Fujimori on Trial :: Fujimori procesado

Accountability in Action :: Rindiendo cuentas

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An Informational Trial: The Fujimori Case

by Catalina Salazar Herrera[1]

I have been able to watch and sometimes remain glued — even when I have no time — to the televised trial of Fujimori, provoked by the need for exchange and collective reflection, the active commitment to translate ideas and thoughts into words, positions and actions.  I regret that I quit doing this long ago, I don’t know if it was because of exhaustion or because I needed to believe in a system that helped to reconstruct our society after 2000. 

When I have a chance to observe clips from the trial replayed in the news, I tell myself how little must remain of our imagination if we cannot remember the monstrosity, the complexity of the corruption, impunity, authoritarianism, manipulation, etc., of the government in the 1990s. How bold our ignorance appears upon awakening — some of us had taken to the streets, publishing our own perceptions, dramatizing accusations that we felt touched us, breaking the fences where we had sought refuge and allowed ourselves to be like prisoners, fleeing from the terror or being confused by it in that time of suspicions. 

I recognize that thanks to the minimal threats we received, it was possible to save Leonor La Rosa from her fated death.[2]  Even though we had our own disagreements about what she was doing, we were motivated to help a fellow woman.  We became actively involved in the re-election,[3] going out to the streets believing that with our daily efforts we could put a stop to what was being plotted behind closed doors, and the loss of this battle, far from frustrating us, motivated us in our indignation, even transforming us — in the words of Rocío Silva Santiesteban[4] — into modern day Antigones who took to the streets, including game and symbolism in politics with a subversive air, characteristic of women, according to Gina Vargas.[5]  She recovered her voice and her juvenile energy for the fight against the destruction of the Constitutional Tribunal,[6] and for women’s participation in the “Cuatro Suyos” protest.[7]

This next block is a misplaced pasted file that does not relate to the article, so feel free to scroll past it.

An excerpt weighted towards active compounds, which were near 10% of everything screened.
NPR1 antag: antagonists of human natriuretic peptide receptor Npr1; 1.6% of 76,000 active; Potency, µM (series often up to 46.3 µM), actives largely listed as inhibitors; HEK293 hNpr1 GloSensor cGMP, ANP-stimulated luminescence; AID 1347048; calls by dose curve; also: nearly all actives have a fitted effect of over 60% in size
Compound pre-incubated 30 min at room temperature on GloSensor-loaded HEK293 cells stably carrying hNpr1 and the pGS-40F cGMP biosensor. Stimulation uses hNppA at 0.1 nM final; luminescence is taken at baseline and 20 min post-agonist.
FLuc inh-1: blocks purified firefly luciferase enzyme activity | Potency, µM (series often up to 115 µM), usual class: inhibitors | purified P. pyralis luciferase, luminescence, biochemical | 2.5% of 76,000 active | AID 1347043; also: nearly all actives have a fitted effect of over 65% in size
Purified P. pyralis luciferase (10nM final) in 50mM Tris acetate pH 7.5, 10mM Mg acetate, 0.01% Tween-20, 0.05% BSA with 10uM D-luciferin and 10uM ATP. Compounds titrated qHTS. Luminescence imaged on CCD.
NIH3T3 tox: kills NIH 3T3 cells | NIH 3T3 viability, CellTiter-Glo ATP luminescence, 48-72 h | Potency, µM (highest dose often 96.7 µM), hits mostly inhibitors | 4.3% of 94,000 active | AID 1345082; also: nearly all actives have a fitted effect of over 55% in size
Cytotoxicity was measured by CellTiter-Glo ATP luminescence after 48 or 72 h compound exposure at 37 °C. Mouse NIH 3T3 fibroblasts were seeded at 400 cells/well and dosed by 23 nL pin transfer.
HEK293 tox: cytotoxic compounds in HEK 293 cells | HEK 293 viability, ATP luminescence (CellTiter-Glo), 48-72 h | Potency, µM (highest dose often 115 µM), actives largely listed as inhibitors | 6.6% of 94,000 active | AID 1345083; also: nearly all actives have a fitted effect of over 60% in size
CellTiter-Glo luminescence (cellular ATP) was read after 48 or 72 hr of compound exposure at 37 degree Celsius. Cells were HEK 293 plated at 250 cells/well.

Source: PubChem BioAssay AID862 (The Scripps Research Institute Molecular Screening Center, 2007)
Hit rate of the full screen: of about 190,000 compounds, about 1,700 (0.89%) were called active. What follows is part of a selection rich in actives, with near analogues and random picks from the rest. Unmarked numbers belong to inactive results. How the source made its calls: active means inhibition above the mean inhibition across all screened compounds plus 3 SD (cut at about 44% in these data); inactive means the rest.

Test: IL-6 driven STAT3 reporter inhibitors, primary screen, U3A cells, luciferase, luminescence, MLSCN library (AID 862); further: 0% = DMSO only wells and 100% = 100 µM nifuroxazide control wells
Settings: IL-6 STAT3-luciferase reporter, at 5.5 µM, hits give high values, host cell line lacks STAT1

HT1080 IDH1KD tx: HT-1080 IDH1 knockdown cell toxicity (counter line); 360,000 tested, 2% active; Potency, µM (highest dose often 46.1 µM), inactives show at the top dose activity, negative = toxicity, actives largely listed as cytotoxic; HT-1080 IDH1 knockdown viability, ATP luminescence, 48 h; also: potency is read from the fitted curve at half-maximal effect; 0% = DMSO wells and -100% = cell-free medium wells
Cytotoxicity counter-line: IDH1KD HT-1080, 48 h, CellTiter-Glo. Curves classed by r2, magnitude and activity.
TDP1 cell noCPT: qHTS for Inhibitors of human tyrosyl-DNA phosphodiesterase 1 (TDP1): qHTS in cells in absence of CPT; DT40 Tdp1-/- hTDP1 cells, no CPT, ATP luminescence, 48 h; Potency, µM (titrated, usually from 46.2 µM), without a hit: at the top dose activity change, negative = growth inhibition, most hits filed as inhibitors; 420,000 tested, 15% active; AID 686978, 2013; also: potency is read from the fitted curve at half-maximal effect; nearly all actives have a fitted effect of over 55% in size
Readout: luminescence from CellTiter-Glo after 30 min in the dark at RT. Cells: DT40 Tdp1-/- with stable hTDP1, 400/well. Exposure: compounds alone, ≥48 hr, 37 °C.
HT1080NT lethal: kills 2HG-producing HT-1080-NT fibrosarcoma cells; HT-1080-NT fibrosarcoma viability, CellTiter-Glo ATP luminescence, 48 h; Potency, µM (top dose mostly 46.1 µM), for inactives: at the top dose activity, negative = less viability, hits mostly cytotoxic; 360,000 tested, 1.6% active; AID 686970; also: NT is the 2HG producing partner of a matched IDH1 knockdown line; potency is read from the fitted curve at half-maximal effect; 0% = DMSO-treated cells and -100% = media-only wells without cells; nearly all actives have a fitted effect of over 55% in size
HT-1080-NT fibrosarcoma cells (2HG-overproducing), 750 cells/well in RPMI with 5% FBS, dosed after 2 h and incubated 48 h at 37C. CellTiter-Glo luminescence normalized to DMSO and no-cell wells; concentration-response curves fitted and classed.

Fujimori’s televised trial, which at times I get really fed up with, is similar to virtual information, overwhelming in its vastness.  Even when I recognize its contributions, the simultaneity and reconciliation, the pure density of the information makes any analytic reflection difficult. 

I therefore assume, like in the cases mentioned above, there is a need for one’s own space and for time to transform the dense information into something understandable and useful.  This very well might be an isolated, personal, and demanding requirement, since I usually react as circumstances demand.  At the same time, I need a certain amount of time to assimilate, reflect, propose, and give value to my thoughts in the face of so much shame.

The Fujimori case puts me in the midst of a contradiction: perceiving the threat that demands reactions of unpredictability[8], as well as the need for a process to assimilate and understand, and therefore to act.  Along these lines, I think that this contradiction comes from the fact that we are doubly-committed to being both citizens and political beings, which is demanding because of its legal and moral incompatibility and political challenge, as well as for its consequences on the future relations of Peruvians and the social future of the country. 

The facts and the exercise of power as a form of submission affects us individually and collectively, rationally and subjectively.  We are often visceral in our perceptions of ourselves and others.  However, it is possible to save ourselves from the temptation to be submissive and from the tragedy, if we consider the dimension of power as creativity and human growth, and we assume our options and promises with decency, dignity, ethics, responsibility, justice, authority, etc.  The trial against Fujimori can be an opportunity to recuperate faith in the system and in those who are in charge of justice, in the wisdom of civil society to make a decision that can affirm the fundamental bases of our coexistence.